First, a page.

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We are living in a golden age of wellness. Never before have we had this level of access to medicine, treatment modalities, and education about our health. And while there will always be a market for traditional Western approaches to healing, the fields of complementary medicine are gaining in popularity — due in part to concerns about opioid drug addiction.
The wealth of options when it comes to healthcare, however, can also make deciding on a course of treatment a confusing proposition. That’s why we’re rounding up some of the most popular, and promising, complementary treatments being used today.
Chiropractic is concerned with the musculoskeletal system, especially the spine, and how it affects the nervous system. Practitioners of this treatment aim to correct imbalances in the spine, called subluxations, by manually manipulating the patients’ limbs and joints.
A chiropractic adjustment can relieve pain, improve range of motion and mobility, and help restore equilibrium to the patient.
Acupuncture is one of the key components of traditional Chinese medicine. According to its philosophy, a person’s energy force, or qi, follows particular pathways within the body. When those paths are blocked, the energy becomes stuck, resulting in imbalance of the entire system.
Acupuncture seeks to unblock that stuck qi, restoring balance and well-being. It does so through the use of extremely thin, flexible needles inserted into the skin at specific points.
Contrary to what you might think, being pricked with these needles doesn’t hurt. In fact, many adherents of acupuncture say that the experience is incredibly relaxing.
The guiding principle behind the practice of homeopathy is called The Law of Similars. Homeopaths believe that the human body can cure itself, and uses highly diluted tinctures made from natural substances to trigger that self-healing. These are called “remedies.”
Unlike Western medicine, homeopathy holds that the smaller a dose of a remedy, the more effective it will be. Although there are commercially prepared remedies intended to combat a wide range of conditions, proponents of homeopathy believe it’s more effective to take a complete medical history from the patient and recommend a remedy tailored to their unique symptoms.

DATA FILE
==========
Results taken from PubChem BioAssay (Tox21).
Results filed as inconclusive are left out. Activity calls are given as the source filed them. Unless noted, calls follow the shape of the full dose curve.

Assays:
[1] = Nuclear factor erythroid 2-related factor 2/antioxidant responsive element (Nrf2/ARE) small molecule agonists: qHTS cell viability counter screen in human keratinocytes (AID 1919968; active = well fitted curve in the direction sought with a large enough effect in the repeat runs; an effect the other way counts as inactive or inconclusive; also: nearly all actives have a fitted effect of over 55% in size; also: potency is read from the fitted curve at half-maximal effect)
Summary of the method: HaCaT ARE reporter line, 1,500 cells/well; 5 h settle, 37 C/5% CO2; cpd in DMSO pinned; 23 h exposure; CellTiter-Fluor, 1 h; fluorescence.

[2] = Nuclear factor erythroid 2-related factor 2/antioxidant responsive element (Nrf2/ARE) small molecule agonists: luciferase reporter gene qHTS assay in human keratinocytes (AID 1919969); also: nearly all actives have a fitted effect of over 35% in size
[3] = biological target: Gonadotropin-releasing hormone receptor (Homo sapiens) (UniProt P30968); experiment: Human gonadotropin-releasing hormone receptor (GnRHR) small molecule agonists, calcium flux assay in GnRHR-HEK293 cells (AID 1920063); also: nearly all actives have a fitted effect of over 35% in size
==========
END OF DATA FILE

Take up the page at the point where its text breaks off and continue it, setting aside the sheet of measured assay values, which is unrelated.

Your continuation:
Both homeopathy and naturopathy seek to identify and eliminate the underlying disease or condition, rather than to mask or suppress its symptoms. But while homeopathy takes one specific route, naturopathy comprises a huge range of techniques and treatments.
These can include bodywork such as spinal manipulation and massage, nutrition, herbalism, hydrotherapy, ozone therapy, rolfing, reflexology, and enema therapy — to name just a few. Like other forms of complementary medicine, naturopathy treats the patient from a holistic viewpoint and attempts to restore balance to the body’s systems.
“Ayurveda” literally means “the science of life.” This ancient practice from India places equal weight on the physical, emotional, and spiritual aspects of health. It uses meditation, herbal medicine, massage, solar therapy, breath work, nutrition, and physical exercise to treat patients.
One of the primary components of ayurvedic medicine is the use of herbal and mineral compounds to promote harmony between the body, mind, and spirit.
Which of These Approaches Are Best for Accident Victims?
These complementary therapies represent the tip of the proverbial iceberg when it comes to treatment possibilities for a car accident victim. With so many approaches available, how can you know which to try, and which are just bunkum?
A good place to start is with your primary care physician or a specialized car accident doctor. He or she can discuss Western medical treatments with you, and also provide some insight as to complementary therapies to try.
You may have noticed that complementary treatments are sometimes called “alternative” medicine. That usage is falling out of favor, however, because it suggests that homeopathy, reiki, and the like are substitutes for allopathic (traditional Western) medicine. Most practitioners of these modalities agree that they are best used to augment treatment that’s backed by science and clinical studies.
It’s also important to remember that different people respond to these therapies in vastly different ways. So you might not have the same results as a friend, neighbor or coworker. It may also take some experimentation before you find the right combination of treatment methods that works for you.
Have you ever sought out complementary medicine practitioners, and if so, what has your experience been? Share your opinions in the comment section below!